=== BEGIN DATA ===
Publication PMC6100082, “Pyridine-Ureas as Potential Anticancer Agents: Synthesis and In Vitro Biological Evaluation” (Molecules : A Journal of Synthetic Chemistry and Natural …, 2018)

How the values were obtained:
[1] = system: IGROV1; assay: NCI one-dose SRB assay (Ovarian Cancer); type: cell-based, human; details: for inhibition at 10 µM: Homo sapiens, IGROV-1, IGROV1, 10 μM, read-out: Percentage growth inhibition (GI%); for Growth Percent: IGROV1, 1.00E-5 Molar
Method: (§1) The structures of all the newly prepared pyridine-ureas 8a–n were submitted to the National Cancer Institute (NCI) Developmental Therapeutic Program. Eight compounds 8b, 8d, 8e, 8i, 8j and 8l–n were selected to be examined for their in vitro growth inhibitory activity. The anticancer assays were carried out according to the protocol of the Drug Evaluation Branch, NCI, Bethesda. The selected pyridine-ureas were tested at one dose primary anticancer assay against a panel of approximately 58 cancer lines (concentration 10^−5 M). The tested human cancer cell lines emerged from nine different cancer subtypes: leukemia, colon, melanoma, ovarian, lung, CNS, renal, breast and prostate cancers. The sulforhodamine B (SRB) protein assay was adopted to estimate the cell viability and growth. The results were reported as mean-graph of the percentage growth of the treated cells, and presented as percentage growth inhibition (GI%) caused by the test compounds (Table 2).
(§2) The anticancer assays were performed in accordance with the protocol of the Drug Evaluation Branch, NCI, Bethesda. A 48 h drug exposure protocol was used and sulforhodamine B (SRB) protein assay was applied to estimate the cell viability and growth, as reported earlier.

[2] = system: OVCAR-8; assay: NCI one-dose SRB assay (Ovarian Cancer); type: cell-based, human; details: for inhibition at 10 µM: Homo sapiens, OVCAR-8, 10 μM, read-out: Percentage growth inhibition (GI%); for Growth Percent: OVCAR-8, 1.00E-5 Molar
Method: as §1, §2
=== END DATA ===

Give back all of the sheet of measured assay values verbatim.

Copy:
Publication PMC6100082, “Pyridine-Ureas as Potential Anticancer Agents: Synthesis and In Vitro Biological Evaluation” (Molecules : A Journal of Synthetic Chemistry and Natural …, 2018)

How the values were obtained:
[1] = system: IGROV1; assay: NCI one-dose SRB assay (Ovarian Cancer); type: cell-based, human; details: for inhibition at 10 µM: Homo sapiens, IGROV-1, IGROV1, 10 μM, read-out: Percentage growth inhibition (GI%); for Growth Percent: IGROV1, 1.00E-5 Molar
Method: (§1) The structures of all the newly prepared pyridine-ureas 8a–n were submitted to the National Cancer Institute (NCI) Developmental Therapeutic Program. Eight compounds 8b, 8d, 8e, 8i, 8j and 8l–n were selected to be examined for their in vitro growth inhibitory activity. The anticancer assays were carried out according to the protocol of the Drug Evaluation Branch, NCI, Bethesda. The selected pyridine-ureas were tested at one dose primary anticancer assay against a panel of approximately 58 cancer lines (concentration 10^−5 M). The tested human cancer cell lines emerged from nine different cancer subtypes: leukemia, colon, melanoma, ovarian, lung, CNS, renal, breast and prostate cancers. The sulforhodamine B (SRB) protein assay was adopted to estimate the cell viability and growth. The results were reported as mean-graph of the percentage growth of the treated cells, and presented as percentage growth inhibition (GI%) caused by the test compounds (Table 2).
(§2) The anticancer assays were performed in accordance with the protocol of the Drug Evaluation Branch, NCI, Bethesda. A 48 h drug exposure protocol was used and sulforhodamine B (SRB) protein assay was applied to estimate the cell viability and growth, as reported earlier.

[2] = system: OVCAR-8; assay: NCI one-dose SRB assay (Ovarian Cancer); type: cell-based, human; details: for inhibition at 10 µM: Homo sapiens, OVCAR-8, 10 μM, read-out: Percentage growth inhibition (GI%); for Growth Percent: OVCAR-8, 1.00E-5 Molar
Method: as §1, §2